One of the most interesting moments in the festival for me was Mila Panić, Saša Tatić and Đejmi Hadrović‘s series of “performative installations.” Every afternoon, they installed rocking chairs and carpets in the middle of the city main square and invited people to debate on various social, political and economic urgencies. I didn’t attend all the sessions but i followed with great interest the one that invited the participants to reflect critically on the Fotopub festival, on the economics of art events in general and on the general public’s lack of interest for contemporary art. What elevated the conversation beyond the usual complacent chit chat was that the 3 performers relentlessly pushed us to investigate the role and value of the art world as ruthlessly as possible. Which led us to some exchanges and self-examinations we might not all have been completely comfortable with.


Michael Kelly, Feedback Loop, 2019, at Hotel Windischer – Fotocubs Mentorship Programme. Photo by Janez Klenovšek, Fotopub Archive


Michael Kelly, Feedback Loop, 2019, at Hotel Windischer – Fotocubs Mentorship Programme. Photo by Klemen Ilovar, Fotopub Archive


Peter Kolárčik, Not Giving Shape to Ideas, 2019, at Hotel Windischer – Fotocubs Mentorship Programme. Photo by Janez Klenovšek, Fotopub Archive


Exhibition Opening: Is it? by Luca Marcelli, Peter Kolárčik, Michael Kelly, Rok Hudobivnik, curated by Deja Bečaj at Hotel Windischer – Fotocubs Mentorship Programme. Photo by Janez Klenovšek, Fotopub Archive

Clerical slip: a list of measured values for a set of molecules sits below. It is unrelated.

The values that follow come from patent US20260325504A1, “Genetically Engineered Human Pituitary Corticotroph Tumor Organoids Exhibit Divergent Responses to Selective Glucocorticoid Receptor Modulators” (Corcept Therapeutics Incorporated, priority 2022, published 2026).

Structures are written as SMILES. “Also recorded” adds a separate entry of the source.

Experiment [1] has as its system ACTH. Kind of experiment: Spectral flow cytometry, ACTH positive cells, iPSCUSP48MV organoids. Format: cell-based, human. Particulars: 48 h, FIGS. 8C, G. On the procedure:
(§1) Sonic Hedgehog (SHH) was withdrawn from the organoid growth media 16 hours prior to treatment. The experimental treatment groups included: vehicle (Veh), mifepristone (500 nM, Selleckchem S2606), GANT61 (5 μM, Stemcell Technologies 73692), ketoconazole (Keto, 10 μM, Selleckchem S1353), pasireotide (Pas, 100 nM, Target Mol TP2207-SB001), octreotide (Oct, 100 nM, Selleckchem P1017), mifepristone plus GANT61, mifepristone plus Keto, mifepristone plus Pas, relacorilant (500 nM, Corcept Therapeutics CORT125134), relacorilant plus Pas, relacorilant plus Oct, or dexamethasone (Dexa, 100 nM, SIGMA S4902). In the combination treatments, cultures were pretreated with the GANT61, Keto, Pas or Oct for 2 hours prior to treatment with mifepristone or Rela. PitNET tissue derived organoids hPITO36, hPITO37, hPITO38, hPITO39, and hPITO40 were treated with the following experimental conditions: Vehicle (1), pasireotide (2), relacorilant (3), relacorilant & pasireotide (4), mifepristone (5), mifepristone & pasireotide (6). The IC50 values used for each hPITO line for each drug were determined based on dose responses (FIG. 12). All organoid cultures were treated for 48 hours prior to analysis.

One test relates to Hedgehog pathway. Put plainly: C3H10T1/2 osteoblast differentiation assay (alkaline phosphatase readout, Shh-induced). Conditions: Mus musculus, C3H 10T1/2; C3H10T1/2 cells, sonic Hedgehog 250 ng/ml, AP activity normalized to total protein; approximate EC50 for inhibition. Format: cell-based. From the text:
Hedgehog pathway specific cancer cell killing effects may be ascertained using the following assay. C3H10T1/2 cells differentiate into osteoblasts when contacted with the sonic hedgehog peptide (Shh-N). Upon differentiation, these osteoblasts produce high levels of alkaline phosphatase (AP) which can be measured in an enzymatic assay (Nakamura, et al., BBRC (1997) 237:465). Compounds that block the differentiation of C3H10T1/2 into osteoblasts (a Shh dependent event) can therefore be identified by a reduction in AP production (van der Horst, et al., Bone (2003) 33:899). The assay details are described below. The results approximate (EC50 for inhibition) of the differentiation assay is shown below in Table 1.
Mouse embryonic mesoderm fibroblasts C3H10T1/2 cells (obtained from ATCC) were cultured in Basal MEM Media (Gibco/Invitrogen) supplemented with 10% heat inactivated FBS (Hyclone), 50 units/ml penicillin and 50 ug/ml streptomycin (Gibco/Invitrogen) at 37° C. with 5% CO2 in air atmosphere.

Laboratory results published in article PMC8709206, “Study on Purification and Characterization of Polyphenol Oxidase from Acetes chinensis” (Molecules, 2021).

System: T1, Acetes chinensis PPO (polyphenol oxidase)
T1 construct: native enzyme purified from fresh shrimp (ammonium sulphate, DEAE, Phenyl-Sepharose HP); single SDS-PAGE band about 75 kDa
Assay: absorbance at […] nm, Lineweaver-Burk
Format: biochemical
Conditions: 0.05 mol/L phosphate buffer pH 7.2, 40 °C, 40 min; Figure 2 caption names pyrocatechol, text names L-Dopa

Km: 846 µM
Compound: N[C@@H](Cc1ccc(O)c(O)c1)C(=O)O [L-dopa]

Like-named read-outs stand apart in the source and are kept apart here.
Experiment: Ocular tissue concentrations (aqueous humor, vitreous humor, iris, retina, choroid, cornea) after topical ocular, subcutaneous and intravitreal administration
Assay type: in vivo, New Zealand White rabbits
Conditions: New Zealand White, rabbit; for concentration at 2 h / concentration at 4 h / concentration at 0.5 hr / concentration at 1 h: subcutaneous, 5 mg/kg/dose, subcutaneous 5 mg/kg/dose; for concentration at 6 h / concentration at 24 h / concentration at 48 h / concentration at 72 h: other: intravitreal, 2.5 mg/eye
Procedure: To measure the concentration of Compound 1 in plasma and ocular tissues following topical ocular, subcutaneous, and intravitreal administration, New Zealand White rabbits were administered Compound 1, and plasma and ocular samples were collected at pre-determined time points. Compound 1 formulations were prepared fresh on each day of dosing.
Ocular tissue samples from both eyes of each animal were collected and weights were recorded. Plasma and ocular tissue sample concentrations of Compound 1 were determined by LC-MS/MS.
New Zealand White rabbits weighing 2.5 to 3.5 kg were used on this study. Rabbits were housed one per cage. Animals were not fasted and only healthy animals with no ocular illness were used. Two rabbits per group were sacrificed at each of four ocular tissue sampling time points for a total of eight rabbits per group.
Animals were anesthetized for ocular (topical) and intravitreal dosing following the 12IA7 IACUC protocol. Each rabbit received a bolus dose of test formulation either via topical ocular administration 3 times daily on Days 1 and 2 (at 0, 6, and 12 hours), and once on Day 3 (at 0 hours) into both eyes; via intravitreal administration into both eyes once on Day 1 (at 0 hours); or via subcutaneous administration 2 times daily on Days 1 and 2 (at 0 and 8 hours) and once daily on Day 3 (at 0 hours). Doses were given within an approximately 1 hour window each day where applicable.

The Fotocubs Mentorship Programme is an informal educational programme led by the Fotopub Team. A group of last year’s volunteers are invited back to Novo Mesto to have a mentored group exhibition(s). The festival’s big THANK YOU to the international art students who had given their time over the past edition. This year, a group of six art students was trying to answer the question, “What do you see when you close your eyes?”

Each of the Fotocubs works had something meaningful to convey but i was particularly interested in Peter Kolárčik’s series of interviews with young artists who, after graduating from an art academy, had suddenly decided to leave the art world. In the conversations, he gets them to explain why/how their ambitions and priorities changed.

Michael Kelly put old tape recorders in circles as if they were having a conversation up there on their battered wooden plinths. 3 of them record the conversations around them. The other 3 play them back. They share a single tape and after a couple of hours, the accumulation of voices and messages accumulate into a noise that has lost both meaning and sense of humanity.

More images from Fotopub 2019:


Exhibition Opening: Turborage by The Cool Couple at Mestni Park. Photo by Janez Klenovšek, Fotopub Archive


Exhibition Opening: Turborage by The Cool Couple at Mestni Park. Photo by Janez Klenovšek, Fotopub Archive


Exhibition Opening: Poisonous Antidote by Mark Farid at Glavni Trg 6. Photo by Janez Klenovšek, Fotopub Archive


Night Programme with Kukla, or Kукла, Visuals by @BeamTeam. Photo by Janez Klenovšek, Fotopub Archive


Night Programme. Photo Janez Klenovšek for Fotopub


Spit roast dinner and night programme at Beach Bar Loca. Photo by Janez Klenovšek, Fotopub Archive


Thomas Kuijpers, When the Twins Were Still Beautiful, 2019, Novo Mesto. Photo by Janez Klenovšek, Fotopub Archive


Thomas Kuijpers, When the Twins Were Still Beautiful, 2019, exhibition opening at Hotel Windischer, Novo Mesto. Photo by Janez Klenovšek, Fotopub Archive


1999 The Oracle Told Me I’d Fall in Love with the One, 2019, installation view, Novo Mesto. Photo by Janez Klenovšek, Fotopub Archive


Michael Kelly, Feedback Loop, 2019, at Hotel Windischer – Fotocubs Mentorship Programme. Photo by Klemen Ilovar, Fotopub Archive

This article was originally published at We-make-monery-not-art.com